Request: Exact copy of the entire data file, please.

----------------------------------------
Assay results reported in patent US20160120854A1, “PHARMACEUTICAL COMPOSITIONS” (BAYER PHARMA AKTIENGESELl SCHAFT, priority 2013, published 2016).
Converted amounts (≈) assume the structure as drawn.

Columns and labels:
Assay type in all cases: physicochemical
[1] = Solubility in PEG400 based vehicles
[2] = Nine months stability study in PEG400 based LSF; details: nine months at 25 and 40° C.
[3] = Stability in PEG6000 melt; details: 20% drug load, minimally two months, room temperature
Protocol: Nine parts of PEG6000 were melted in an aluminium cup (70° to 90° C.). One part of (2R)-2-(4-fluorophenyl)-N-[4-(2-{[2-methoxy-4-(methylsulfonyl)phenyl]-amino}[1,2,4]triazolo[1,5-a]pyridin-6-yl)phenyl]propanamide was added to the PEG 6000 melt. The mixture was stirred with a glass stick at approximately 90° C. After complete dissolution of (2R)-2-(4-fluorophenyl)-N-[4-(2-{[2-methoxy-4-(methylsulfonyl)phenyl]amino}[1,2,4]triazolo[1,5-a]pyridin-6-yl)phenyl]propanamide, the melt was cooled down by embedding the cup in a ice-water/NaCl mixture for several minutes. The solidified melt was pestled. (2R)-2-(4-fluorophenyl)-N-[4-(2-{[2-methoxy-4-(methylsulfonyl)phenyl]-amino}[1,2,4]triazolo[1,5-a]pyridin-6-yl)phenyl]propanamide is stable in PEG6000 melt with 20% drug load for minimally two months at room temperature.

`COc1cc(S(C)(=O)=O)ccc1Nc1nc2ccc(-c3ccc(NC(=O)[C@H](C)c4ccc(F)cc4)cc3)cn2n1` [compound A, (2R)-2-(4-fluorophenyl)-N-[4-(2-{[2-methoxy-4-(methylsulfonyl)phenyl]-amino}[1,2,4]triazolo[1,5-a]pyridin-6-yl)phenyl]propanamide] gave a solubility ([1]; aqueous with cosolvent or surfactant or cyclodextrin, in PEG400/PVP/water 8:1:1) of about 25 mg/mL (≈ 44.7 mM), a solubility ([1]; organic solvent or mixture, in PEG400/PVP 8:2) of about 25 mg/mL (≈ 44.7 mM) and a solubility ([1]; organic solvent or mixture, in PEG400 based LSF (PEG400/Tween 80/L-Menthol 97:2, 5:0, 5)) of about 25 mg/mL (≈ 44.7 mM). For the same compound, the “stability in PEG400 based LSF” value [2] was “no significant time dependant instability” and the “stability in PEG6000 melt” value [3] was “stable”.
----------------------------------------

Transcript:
Assay results reported in patent US20160120854A1, “PHARMACEUTICAL COMPOSITIONS” (BAYER PHARMA AKTIENGESELl SCHAFT, priority 2013, published 2016).
Converted amounts (≈) assume the structure as drawn.

Columns and labels:
Assay type in all cases: physicochemical
[1] = Solubility in PEG400 based vehicles
[2] = Nine months stability study in PEG400 based LSF; details: nine months at 25 and 40° C.
[3] = Stability in PEG6000 melt; details: 20% drug load, minimally two months, room temperature
Protocol: Nine parts of PEG6000 were melted in an aluminium cup (70° to 90° C.). One part of (2R)-2-(4-fluorophenyl)-N-[4-(2-{[2-methoxy-4-(methylsulfonyl)phenyl]-amino}[1,2,4]triazolo[1,5-a]pyridin-6-yl)phenyl]propanamide was added to the PEG 6000 melt. The mixture was stirred with a glass stick at approximately 90° C. After complete dissolution of (2R)-2-(4-fluorophenyl)-N-[4-(2-{[2-methoxy-4-(methylsulfonyl)phenyl]amino}[1,2,4]triazolo[1,5-a]pyridin-6-yl)phenyl]propanamide, the melt was cooled down by embedding the cup in a ice-water/NaCl mixture for several minutes. The solidified melt was pestled. (2R)-2-(4-fluorophenyl)-N-[4-(2-{[2-methoxy-4-(methylsulfonyl)phenyl]-amino}[1,2,4]triazolo[1,5-a]pyridin-6-yl)phenyl]propanamide is stable in PEG6000 melt with 20% drug load for minimally two months at room temperature.

`COc1cc(S(C)(=O)=O)ccc1Nc1nc2ccc(-c3ccc(NC(=O)[C@H](C)c4ccc(F)cc4)cc3)cn2n1` [compound A, (2R)-2-(4-fluorophenyl)-N-[4-(2-{[2-methoxy-4-(methylsulfonyl)phenyl]-amino}[1,2,4]triazolo[1,5-a]pyridin-6-yl)phenyl]propanamide] gave a solubility ([1]; aqueous with cosolvent or surfactant or cyclodextrin, in PEG400/PVP/water 8:1:1) of about 25 mg/mL (≈ 44.7 mM), a solubility ([1]; organic solvent or mixture, in PEG400/PVP 8:2) of about 25 mg/mL (≈ 44.7 mM) and a solubility ([1]; organic solvent or mixture, in PEG400 based LSF (PEG400/Tween 80/L-Menthol 97:2, 5:0, 5)) of about 25 mg/mL (≈ 44.7 mM). For the same compound, the “stability in PEG400 based LSF” value [2] was “no significant time dependant instability” and the “stability in PEG6000 melt” value [3] was “stable”.